In one embodiment, the error handling procedure 320 may display the details of the user input error (e.g., show numerical limits if the user input value is outside the limits) so that the user may enter another input that is within the limitations of the text field. The method 300 may be stopped at block 395, and the user may trigger another start of the method 300 by selecting another parameter to be entered through the Abstract Interface 220. In another embodiment, the error handling procedure 320 may return the user to the previous user input screen and request another user input through the Abstract Interface 220, and the method 300 is returned to block 305.
 If no error flag is set at block 315, the method 300 then proceed to block 325, wherein the Abstract Interface 220 passes the user input selection data to the Instructor 212 of the Core Tool 210. The user input selection data may include an identifier and a value. For example, referring to FIG. 4C, the user interacts with the Addressing control 415 for the Periphery/PCI Bus/Target Interface/PCI Bus Width dialog box 405 and selects 32 bits for the Addressing control 415. In this example, the user input selection data includes “PCI Bus Width Addressing” as the identifier and “32 bit” as the value. As another example, referring to FIG. 4D, the user then proceeds to configure the PNR Register Mapping control 425 in the Periphery/PCI Bus/Target Interface/Base Address Register Setup dialog box 420, with available selections of PCI Memory Space 430 (default selection) and PCI I/O Space 435. FIG. 4E shows the user selection of PCI I/O space 435, and the user input selection data includes “Base Address Register Setup” as the identifier and “PCI I/O Space” as the value.
 After receiving the identifier and value, the method 300 proceeds to initialize the next states of the product data elements at block 330. FIG. 5 is a flow diagram illustrating one embodiment of a process 330 for initializing the next states of the product data elements. The process 330 begins at block 502 and proceeds to get a product data element list associated with the input identifier (e.g., PCI Bus Addressing) at block 510. Each product data element is processed through a do-loop starting at block 520, which is a query box determining whether any product data element remains to be processed. If so, the process 330 proceeds to initialize the next state of the product data element being processed currently at block 530. In one embodiment, the current state may be saved in memory so that, if needed, the product data element may revert to the original state.
 The next state initialization calculates what state the product data element needs to be set to and sets the next state of the product data element to that state. This next state does not necessarily represent a valid configuration, but will be checked later. Several types of calculation may be performed to determine what the next state needs to be. The calculation can be any function, including look-up function from table, mathematical function such as utilizing a scale factor to calculate next state value, etc. For example, a 32 bit addressing may have a transform value of “1” (e.g., a look-up function from data table), and a 64 bit addressing may be transformed to a value of “0”.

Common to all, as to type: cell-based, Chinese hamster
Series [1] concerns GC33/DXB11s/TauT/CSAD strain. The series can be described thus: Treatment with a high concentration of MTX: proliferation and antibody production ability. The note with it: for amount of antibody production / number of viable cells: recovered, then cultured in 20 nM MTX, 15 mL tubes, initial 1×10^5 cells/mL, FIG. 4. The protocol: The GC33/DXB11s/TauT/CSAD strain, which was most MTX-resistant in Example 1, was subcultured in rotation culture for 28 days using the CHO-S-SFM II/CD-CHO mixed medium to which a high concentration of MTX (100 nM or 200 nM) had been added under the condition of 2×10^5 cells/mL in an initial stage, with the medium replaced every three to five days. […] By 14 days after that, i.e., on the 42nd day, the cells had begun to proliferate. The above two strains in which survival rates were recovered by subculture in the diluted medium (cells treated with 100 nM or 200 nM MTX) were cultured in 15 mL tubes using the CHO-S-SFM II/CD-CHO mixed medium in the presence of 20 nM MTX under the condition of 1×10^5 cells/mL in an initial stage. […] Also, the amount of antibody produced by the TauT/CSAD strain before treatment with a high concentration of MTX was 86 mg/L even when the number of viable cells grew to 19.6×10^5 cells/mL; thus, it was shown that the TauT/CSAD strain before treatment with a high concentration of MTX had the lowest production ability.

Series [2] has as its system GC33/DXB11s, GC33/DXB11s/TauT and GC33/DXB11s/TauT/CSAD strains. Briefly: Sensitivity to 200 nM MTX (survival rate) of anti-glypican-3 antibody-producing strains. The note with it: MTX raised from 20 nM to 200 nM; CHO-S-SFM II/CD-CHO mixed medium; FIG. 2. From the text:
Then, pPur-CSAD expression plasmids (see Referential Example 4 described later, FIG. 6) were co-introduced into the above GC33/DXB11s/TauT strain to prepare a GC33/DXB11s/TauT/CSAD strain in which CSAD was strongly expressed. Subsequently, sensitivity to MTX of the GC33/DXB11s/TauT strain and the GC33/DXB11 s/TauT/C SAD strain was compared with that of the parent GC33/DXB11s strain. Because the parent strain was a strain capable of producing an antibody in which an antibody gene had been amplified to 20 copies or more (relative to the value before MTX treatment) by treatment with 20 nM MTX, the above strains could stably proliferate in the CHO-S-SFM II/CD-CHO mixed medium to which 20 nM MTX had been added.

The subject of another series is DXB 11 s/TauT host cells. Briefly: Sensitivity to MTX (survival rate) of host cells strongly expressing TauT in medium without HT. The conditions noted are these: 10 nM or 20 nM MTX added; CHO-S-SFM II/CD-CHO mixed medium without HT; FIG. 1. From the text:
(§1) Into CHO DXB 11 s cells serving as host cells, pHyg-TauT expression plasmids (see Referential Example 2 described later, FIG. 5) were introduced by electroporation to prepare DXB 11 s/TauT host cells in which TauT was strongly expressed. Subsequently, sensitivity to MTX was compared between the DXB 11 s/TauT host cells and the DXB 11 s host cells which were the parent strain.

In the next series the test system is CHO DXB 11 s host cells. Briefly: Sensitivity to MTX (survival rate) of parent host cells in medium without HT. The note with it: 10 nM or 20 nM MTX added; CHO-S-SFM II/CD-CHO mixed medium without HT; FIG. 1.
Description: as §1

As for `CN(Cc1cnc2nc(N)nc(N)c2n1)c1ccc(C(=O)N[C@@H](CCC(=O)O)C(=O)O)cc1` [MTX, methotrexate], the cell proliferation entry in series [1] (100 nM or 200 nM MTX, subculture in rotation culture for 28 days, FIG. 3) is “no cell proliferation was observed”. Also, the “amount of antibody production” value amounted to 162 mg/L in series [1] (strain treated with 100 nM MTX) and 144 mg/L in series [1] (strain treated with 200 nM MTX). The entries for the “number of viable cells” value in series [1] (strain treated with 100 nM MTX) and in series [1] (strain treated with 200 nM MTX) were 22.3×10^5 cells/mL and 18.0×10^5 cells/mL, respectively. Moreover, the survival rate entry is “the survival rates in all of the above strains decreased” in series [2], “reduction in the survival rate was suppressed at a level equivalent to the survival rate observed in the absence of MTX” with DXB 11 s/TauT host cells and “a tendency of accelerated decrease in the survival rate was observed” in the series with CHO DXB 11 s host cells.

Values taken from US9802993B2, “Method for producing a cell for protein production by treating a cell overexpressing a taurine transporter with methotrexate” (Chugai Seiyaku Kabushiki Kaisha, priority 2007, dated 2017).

The process 330 then proceeds to determine whether the next state initialization passes for the product data element being processed currently at query block 540. If an error occurs with the next state initialization (i.e., did not pass at block 540), the process 330 proceeds to an error handling procedure at block 550 and returns to block 305 at block 560. If the next state initialization passes for the product data element at block 540, the process 330 loops back to block 520 to process the next product data element. After all product data elements have been initialized to the next states, the process 330 stops at block 570 and returns to method 300.
 As an example of the results of an next state initialization, referring to FIG. 4C, the user interacts with the Addressing control 415 for the Periphery/PCI Bus/Target Interface/PCI Bus Width dialog box 405 and selects 32 bits for the Addressing control 415. After the core tool executes the initialize next state process, the PCI Memory Space 430 and PCI I/O Space 435 are both available as user selections in the PNR Register Mapping control 425 in the Periphery/PCI Bus/Target Interface/Base Address Register Setup dialog box 420, as shown in FIG. 4D, reflecting the next state values for the product data elements associated with 32 bit addressing.
 Referring back to FIG. 3, the method 300 continues to block 335 to process abstract rules for the abstract data element. This may be accomplished utilizing the Rule Checker 216 and consolidating the next state values for the product elements associated with the abstract data element with the information in the Abstract Rules database. The method 300 then proceeds to query whether the abstract data element passed the associated abstract rules.
 If the abstract data element did not pass, then the method 300 proceeds to process the conflict at block 345. At block 350, the user is queried whether to resolve the conflict. If the user chooses not to resolve the conflict, the method 300 returns to the previous Abstract Interface screen in which the user entered an input that resulted in the conflict at block 355, and the user may be informed of the details that resulted in the conflict. If the user chooses to resolve the conflict, the method 300 proceeds to resolve one or more conflicts with other abstract rules at block 360. The abstract data elements have dependencies among themselves. The configurator system may be written such that these dependencies can be resolved based on user input. All abstract data elements and product data elements can be made consistent with the user choices made.